Many states’ affairs related to the social, cultural and educational activities are defined by the beliefs of the majority of people within the state.

For instance, in the Western secular states, where Christianity dominates, the system of the state observes the practices of the Christian faith: for example, national holidays at Christmas and Easter, beginning official events, and even parliamentary sessions, with recitations from the Bible and heads of state  visits to their respective churches.

The majority always dominates the minority: religiously, culturally and socially. The idea of secularism emerged as a practical strategy to deal with the issues related to  Christians and people of other faiths in the Western culture.

The nations that adopted secularism had the conviction that people should not be accused or discriminated in the name of religion. Everyone should be given liberty to observe his or her own faith and the state should not be in control of religious obligations.

Therefore, the theory of separation of state and religion makes several underlying assumptions that are hard to come by in the real world.

State and religion, both possess direct relationships with the people. People practice religion and people run the state. Therefore, it is quite illogical to believe that the secular philosophy has ever been implemented according to its theoretical definition.

In the West, where Christianity is the major religion, the rulers tried to compromise between day-to-day affairs and the practices of the faith. They decided to include some of the values of their religion (Christianity) in the making of the regulations of their version of a secular state.

The religious rights of the minorities in the Western world and secular states are still confined within their places of worship and this extent of religious liberty can also be seen in the non-secular state or in the state where religion is the part of state.

How can one separate the dealings of state and the rules dictated by religion in the widely observed religion of Islam where the Holy Quran, strongly, defines the codes of life – from social issues to the state’s affairs?

That is why, when rulers of the Muslim majority states tried to implement the secular philosophy of the West in their countries, they failed to develop a system which could avoid the conflict between Islamic laws and secular ideology. The concept of compromising and creating half secular half Islamic systems produced divisions in the public and the nation became a mixture of divided thoughts.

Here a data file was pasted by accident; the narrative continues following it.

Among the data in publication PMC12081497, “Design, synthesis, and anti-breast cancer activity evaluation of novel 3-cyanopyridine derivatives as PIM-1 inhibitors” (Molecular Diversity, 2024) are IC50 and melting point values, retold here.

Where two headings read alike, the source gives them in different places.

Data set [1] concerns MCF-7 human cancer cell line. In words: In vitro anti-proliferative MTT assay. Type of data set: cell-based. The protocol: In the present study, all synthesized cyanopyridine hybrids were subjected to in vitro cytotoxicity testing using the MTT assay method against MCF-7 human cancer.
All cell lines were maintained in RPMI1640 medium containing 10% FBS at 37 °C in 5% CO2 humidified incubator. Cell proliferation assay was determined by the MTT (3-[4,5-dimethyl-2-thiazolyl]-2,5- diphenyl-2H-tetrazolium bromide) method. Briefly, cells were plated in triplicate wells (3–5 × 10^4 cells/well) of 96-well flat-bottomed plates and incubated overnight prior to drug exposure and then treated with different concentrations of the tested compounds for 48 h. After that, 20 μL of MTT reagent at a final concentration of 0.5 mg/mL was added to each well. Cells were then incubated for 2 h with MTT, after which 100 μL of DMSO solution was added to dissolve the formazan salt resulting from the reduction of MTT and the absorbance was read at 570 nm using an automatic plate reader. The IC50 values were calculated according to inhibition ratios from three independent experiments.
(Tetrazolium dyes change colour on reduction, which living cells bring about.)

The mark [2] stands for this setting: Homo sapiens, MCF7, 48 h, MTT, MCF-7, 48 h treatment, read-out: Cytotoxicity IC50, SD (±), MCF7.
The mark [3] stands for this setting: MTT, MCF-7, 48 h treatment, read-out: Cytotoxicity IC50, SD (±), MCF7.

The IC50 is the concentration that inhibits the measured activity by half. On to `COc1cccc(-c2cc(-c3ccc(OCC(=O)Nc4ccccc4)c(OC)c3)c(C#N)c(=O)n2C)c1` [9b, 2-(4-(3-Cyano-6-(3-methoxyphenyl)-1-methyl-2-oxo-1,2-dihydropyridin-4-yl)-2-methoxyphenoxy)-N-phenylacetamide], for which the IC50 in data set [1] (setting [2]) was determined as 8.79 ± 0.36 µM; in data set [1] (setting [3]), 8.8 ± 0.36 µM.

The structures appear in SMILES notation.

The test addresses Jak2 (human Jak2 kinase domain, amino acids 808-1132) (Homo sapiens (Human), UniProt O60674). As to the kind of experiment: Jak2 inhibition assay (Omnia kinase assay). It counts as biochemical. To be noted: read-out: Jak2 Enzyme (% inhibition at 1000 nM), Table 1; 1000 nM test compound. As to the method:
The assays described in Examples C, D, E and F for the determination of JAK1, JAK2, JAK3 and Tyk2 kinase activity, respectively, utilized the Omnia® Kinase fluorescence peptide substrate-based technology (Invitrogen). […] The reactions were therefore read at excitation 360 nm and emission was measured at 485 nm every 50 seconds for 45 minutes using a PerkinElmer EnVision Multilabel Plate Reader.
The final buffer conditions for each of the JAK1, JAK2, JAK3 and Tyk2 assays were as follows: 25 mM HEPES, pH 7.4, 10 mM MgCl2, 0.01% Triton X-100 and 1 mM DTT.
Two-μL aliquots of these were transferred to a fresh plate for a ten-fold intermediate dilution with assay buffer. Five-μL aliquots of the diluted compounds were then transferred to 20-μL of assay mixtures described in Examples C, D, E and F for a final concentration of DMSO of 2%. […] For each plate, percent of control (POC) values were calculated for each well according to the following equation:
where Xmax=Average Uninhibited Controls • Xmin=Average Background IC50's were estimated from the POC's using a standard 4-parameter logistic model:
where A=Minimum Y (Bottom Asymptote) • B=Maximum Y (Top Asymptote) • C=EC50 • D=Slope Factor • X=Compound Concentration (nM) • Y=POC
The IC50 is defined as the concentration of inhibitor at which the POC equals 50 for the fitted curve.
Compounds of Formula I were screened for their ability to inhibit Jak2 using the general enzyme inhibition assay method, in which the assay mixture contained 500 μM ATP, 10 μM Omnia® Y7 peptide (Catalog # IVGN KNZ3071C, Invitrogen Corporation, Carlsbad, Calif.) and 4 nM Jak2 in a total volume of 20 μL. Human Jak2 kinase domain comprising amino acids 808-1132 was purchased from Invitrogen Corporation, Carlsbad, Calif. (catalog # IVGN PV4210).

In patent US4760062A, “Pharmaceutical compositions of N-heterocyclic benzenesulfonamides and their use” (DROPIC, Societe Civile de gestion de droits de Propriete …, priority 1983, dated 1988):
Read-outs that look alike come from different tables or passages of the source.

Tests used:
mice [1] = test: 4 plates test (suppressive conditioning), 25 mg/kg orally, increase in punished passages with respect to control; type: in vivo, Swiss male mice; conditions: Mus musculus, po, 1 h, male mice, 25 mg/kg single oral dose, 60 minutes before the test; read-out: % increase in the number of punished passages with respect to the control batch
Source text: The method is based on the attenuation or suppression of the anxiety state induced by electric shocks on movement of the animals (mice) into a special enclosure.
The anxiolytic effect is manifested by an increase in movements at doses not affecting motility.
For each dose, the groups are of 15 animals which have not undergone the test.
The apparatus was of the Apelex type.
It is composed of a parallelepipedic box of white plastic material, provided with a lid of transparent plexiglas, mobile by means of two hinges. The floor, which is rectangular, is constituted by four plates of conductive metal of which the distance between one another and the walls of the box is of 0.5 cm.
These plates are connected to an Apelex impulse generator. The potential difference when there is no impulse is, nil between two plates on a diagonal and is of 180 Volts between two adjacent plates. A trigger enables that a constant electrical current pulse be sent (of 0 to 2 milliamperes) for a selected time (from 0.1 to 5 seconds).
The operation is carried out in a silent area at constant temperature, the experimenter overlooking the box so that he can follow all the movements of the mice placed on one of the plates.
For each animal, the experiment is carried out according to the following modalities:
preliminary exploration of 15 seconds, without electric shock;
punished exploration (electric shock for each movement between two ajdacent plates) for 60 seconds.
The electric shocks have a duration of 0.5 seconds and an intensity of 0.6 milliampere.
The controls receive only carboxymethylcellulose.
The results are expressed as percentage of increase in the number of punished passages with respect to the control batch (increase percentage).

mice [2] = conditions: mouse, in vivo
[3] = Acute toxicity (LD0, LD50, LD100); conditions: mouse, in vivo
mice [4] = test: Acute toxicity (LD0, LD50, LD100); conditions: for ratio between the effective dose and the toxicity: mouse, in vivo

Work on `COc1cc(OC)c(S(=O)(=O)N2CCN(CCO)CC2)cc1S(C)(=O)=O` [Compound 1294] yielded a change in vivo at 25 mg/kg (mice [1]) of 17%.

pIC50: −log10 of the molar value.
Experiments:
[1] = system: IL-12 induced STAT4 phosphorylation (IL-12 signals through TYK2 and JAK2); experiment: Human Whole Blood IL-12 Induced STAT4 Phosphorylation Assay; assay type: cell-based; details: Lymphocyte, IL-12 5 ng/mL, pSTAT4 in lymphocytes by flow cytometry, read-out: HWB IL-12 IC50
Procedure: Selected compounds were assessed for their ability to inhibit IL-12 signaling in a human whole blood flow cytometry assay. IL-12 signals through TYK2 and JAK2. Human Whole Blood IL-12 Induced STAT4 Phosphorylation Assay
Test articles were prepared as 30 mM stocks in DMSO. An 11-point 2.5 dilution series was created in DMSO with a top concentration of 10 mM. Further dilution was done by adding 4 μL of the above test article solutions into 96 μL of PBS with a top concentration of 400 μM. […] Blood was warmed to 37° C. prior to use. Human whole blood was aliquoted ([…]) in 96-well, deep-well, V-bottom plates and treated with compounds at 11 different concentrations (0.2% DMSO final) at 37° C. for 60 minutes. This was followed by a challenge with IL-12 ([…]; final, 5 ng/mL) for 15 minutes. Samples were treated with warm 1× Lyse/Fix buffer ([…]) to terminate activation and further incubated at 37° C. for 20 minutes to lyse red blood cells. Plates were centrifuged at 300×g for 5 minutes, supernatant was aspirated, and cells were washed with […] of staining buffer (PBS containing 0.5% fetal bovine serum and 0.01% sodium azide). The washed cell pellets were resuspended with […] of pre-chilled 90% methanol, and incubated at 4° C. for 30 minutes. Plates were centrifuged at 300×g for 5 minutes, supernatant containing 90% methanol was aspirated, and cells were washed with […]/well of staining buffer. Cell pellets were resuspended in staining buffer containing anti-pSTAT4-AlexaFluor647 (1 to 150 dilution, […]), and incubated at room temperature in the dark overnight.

Today, Islamic states are accused of producing religious extremists and considered to be conservative. As a matter of fact, the extreme division among the people, who are in today’s terminology known as fundamentalists and moderates, are the consequences of the ideology of combining Islam and the secularism of the West.

The issues related to religious freedom are also found in secular states. For example; banning women’s headscarfs in France was the perfect example of how the word ‘secularism’ has been manipulated. Secularism is supposed to provide freedom to every individual to practice his or her belief in an independent environment rather than regulating people with a single rule defined by the state.

It would be wrong to credit the secular system of the West for their economic independence and technological advancements. These attributes are directly linked with the citizens’ level of education and growth in literacy rather than due to the secular status of the country.

However, when one looks at the human values and social relationships in the Western world such as family values (status of mother, father, sister and brother) respect for elders, teachers, and so on, which are taught by religion, one finds that the level of these characteristics are continuously diminishing in the secular states compare to religious states.

The influence of the religion of the majority in public institutions like the media, education centres, and other meeting places, can be understood as an uncontrollable phenomenon. However, the influence of the religion of the majority on the minority can be seen by social and procedural practices adopted in government institutions of the secular states.

Many states’ affairs related to the social, cultural and educational activities are defined by the beliefs of majority of people within the state. For instance, in the western secular states, where Christianity dominates, the system of the state observes the practices of the Christian faith: for example, national holidays at Christmas and Easter, beginning official events, and even parliamentary sessions, with Holy verse from the Bible and heads of state visit their respective churches.

The secularism in the East is not much different than the West. In India, which is one of the largest democratic and secular states, Hindu religious practices can be seen as a part of official activities of the state. Indonesia is another perfect example of the dominance of a religion in the secular system. Though Islam has not been defined as a state religion in the Indonesian constitution, the dominance of Islam can be seen in the government and public affairs of the state.

Separation of tate and religion could only be possible if these two were totally independent entities. As, both the state and religious affairs are run and practiced by the same people, these cannot be separated.

Accepting this reality, the secularism of today can be defined as a philosophy where practices of faith are related to the faith of the majority in the state and remaining affairs of the state are man-made rules defined to provide the social freedom to the people.

And the states which claim themselves as secular states are actually Christian, Hindu or Islamic states depending on who are the majority and in power.